Looking for some inspiration? You are not alone.
Edvard Munch is an artist best known for a piece called The Scream, and he never seemed to hold back on exploring intense psychological themes in his work. His art was all about expressing things that happened to him and how he felt. He suffered from severe depression and after getting some help, the rest of his artwork seemed to lighten up and simplify, depicting landscapes. Maybe he did find hope after all.
British artist Tracey Emin is a modern British artist who also takes a fearless approach to turning pain into art. She creates installations that grab the eye, confront the mind and spark debate as they all depict difficult events from her life such as being raped at only 13, and suffering from depression. Whatever people think of it, it’s clearly therapeutic for her.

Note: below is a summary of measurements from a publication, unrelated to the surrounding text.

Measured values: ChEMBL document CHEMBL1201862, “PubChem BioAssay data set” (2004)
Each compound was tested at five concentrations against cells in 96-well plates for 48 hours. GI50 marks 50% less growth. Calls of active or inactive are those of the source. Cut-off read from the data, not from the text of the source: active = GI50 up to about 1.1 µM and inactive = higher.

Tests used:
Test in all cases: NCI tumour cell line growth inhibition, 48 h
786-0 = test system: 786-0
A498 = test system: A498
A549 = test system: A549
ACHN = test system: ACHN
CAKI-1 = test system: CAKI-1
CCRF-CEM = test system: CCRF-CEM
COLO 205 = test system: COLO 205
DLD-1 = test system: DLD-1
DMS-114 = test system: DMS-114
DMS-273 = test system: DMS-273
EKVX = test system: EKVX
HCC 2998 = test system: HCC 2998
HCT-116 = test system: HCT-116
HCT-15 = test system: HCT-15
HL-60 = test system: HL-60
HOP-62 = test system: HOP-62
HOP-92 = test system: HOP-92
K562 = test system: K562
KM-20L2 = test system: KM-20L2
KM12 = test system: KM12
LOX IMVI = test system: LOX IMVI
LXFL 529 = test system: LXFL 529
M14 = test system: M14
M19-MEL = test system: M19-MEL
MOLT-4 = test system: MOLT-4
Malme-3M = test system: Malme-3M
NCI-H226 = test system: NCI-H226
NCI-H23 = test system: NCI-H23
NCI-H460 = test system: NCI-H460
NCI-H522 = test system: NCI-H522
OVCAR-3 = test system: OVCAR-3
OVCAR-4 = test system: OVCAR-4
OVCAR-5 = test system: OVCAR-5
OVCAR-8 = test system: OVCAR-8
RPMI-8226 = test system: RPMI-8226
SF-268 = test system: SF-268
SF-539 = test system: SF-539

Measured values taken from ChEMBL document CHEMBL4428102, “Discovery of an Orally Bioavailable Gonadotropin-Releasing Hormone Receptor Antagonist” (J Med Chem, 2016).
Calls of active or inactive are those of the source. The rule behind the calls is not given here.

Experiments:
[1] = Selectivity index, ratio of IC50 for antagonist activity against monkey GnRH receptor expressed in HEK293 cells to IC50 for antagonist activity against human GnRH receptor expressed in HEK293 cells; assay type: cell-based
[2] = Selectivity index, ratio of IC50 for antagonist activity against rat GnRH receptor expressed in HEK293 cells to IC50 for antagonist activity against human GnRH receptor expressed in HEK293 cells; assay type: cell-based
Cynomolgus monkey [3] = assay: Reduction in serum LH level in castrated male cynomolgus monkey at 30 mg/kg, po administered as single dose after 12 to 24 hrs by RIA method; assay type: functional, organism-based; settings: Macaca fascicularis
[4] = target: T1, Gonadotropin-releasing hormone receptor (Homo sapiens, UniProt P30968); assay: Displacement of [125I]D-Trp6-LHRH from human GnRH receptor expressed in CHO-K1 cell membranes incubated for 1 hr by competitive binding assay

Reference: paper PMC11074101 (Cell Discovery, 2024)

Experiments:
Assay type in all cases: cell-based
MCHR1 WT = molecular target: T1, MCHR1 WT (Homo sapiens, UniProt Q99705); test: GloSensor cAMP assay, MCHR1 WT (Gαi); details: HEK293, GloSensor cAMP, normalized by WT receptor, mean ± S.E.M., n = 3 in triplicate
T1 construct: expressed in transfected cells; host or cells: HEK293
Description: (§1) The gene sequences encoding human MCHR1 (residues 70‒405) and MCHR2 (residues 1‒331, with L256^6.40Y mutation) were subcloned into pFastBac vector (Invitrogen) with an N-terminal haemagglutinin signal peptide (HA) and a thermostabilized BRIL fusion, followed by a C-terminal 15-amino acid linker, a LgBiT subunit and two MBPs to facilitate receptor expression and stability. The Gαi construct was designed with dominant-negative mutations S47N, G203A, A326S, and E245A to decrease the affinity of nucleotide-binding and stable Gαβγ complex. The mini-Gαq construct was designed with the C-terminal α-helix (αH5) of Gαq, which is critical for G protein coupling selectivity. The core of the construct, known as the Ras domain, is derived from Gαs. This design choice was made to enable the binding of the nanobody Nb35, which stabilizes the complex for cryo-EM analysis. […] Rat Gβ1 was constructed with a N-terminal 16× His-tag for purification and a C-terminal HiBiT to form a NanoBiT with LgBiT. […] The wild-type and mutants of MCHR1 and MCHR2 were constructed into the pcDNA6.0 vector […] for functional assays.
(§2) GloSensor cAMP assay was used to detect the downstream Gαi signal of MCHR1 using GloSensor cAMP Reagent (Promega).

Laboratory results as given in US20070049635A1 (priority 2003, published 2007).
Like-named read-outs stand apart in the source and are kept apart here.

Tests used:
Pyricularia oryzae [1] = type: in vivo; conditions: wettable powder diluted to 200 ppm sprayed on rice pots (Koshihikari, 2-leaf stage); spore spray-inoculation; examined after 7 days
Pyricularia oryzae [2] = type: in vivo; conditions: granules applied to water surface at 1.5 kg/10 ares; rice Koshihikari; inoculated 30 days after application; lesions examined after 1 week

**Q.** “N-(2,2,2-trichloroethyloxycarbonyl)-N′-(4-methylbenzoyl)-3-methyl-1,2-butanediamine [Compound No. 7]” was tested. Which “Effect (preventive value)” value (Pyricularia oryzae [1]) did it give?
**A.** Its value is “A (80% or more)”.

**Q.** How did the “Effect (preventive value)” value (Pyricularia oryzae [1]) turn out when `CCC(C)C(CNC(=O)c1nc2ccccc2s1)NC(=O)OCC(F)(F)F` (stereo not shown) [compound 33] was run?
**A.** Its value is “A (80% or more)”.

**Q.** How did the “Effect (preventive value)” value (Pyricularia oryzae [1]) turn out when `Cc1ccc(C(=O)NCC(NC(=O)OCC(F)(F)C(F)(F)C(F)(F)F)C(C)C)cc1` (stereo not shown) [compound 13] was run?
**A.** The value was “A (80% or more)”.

Lee Krasner, an American Expressionist painter, made multiple abstract paintings after her unfaithful husband died in a car crash. Looking at the pictures provokes a real mess of feelings — pain, jagged and sharp; confusion, smooth and weird; heartbreak in shadows and strange shapes; even sheer frightening exhilaration.
Henri Matisse was a paper mosaic artist who worked from a wheelchair with the help of an assistant. He didn’t let his loss of mobility hold him back from creating ways to experience the beauty around him. Even the layout of his garden was his own design!
One last example — Paul Klee, a German surrealist painter, poet, and philosopher. He suffered from scleroderma, a debilitating disease that affects the skin and organs. Despite this, he was a prolific creator and used sketching and painting as a way to keep going.